Today United States Men’s National Team manager, Bob Bradley, announced the 30 players he is taking to Princeton, NJ to train and try-out for the squad for that will be going to the World Cup in South Africa in 30 days.

The USMNT’s final roster can only have 23 players on it come June, but Bradley would like to evaluate what he believes are his best 30 options and see who fits where. Then he will have to make his final cut. Why not just the name 23 he wants to go to South Africa now like some countries are doing? Well, Bradley has a lot of injury concerns to address within the squad. So, he needs time to assess each and every player before he names his final roster.

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Bradley Has Some Forward Thinking To Do

By Ryan Fleming

The United States Men’s National team had a good thing going for a while. Charlie Davies and Jozy Altidore were set to be the starting forwards while Brian Ching was expected to provide some relief on the bench. If USMNT manager, Bob Bradley, didn’t know how fast things could change, he does now.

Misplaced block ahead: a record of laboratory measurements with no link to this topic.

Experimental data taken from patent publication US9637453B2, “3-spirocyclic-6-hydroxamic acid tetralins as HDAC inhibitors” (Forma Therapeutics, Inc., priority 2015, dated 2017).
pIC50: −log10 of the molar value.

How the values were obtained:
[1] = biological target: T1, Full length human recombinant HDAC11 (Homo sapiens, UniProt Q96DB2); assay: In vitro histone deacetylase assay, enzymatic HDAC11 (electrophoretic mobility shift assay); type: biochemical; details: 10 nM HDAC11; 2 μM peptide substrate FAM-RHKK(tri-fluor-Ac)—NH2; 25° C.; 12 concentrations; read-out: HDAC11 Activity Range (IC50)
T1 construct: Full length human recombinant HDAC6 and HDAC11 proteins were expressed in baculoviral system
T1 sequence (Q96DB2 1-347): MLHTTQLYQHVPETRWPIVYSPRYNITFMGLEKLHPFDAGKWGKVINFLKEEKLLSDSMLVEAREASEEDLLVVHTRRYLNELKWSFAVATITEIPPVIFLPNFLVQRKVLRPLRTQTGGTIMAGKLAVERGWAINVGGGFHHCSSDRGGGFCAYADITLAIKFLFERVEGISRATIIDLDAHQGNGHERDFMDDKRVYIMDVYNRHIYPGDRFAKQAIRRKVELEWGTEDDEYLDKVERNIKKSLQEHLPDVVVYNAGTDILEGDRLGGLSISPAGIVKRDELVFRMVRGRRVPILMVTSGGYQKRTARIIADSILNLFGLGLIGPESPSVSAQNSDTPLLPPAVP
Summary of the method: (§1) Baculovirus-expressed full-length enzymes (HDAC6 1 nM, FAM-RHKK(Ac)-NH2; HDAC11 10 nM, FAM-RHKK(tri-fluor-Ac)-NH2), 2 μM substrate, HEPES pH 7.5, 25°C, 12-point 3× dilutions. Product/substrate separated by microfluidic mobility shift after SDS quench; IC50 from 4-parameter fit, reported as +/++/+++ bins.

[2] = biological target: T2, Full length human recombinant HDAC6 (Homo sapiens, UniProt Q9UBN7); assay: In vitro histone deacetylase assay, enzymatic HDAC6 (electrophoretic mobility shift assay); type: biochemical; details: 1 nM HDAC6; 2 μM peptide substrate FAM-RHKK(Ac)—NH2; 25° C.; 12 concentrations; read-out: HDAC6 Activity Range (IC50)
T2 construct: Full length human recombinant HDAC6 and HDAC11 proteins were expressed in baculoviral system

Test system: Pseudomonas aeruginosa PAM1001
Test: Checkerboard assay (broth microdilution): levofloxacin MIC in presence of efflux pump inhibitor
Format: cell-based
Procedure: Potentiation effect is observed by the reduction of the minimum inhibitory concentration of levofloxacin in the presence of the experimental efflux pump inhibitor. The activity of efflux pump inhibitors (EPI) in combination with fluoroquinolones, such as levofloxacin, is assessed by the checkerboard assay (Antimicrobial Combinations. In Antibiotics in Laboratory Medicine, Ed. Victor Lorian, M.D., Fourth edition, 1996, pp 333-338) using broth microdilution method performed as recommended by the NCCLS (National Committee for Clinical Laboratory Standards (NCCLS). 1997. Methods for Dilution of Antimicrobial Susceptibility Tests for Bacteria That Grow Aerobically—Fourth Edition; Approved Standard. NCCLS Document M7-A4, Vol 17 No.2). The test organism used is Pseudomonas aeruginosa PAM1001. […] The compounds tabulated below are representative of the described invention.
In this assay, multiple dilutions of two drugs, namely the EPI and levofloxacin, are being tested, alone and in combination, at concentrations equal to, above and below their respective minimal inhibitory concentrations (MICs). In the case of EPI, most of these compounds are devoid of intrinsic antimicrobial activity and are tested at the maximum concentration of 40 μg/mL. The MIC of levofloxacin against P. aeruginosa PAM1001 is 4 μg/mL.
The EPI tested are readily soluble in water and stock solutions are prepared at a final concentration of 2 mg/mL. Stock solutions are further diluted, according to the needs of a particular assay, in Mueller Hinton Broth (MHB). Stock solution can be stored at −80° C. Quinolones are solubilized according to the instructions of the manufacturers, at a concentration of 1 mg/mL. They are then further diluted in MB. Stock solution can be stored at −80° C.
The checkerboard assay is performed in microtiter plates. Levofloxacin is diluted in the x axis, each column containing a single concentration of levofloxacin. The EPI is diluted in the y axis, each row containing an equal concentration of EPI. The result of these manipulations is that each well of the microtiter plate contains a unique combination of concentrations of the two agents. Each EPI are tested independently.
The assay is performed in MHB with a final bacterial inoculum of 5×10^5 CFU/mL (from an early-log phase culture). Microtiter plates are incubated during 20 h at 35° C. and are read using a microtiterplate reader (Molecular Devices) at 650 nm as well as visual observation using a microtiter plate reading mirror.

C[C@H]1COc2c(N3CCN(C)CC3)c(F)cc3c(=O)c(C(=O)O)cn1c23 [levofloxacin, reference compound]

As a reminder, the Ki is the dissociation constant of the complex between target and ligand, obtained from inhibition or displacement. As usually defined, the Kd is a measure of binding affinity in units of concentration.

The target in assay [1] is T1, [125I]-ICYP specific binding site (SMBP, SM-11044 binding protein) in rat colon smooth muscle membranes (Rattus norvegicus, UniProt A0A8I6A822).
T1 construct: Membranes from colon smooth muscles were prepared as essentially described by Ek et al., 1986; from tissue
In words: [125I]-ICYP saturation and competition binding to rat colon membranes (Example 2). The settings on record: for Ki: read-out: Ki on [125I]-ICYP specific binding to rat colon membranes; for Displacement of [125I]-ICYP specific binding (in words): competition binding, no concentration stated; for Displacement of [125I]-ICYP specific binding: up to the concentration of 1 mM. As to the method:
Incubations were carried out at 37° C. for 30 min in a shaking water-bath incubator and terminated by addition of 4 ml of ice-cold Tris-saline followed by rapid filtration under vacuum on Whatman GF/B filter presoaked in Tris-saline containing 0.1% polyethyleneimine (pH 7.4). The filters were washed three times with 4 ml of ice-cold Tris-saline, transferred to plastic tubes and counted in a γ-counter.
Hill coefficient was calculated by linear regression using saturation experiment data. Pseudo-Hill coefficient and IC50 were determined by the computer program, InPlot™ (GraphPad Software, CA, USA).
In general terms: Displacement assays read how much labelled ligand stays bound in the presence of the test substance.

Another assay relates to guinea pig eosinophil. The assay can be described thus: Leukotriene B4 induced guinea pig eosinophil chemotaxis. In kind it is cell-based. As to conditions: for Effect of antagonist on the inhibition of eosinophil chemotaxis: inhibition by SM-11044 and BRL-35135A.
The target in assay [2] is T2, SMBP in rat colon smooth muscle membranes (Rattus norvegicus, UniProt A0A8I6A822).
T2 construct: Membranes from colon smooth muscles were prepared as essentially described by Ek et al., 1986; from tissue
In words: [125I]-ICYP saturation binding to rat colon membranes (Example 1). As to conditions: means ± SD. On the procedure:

The roller coaster, which could describe Bradley’s tenure as manager of the national team, took a steep dive downhill when Davies was severely injured in a fatal car accident on Oct. 13th. The accident left Davies almost crippled, one of the passengers, Ashley J. Roberta, was killed and another passenger was taken to the hospital for treatment after their car struck guardrail.

Lately, there have been rumors about Davies losing his race for fitness with the World Cup just a little more than a month away. Recently, on his twitter, he has been acknowledging words of encouragement, which he is receiving hourly. Davies is now practicing with his club, French side, Sochaux, almost limitless.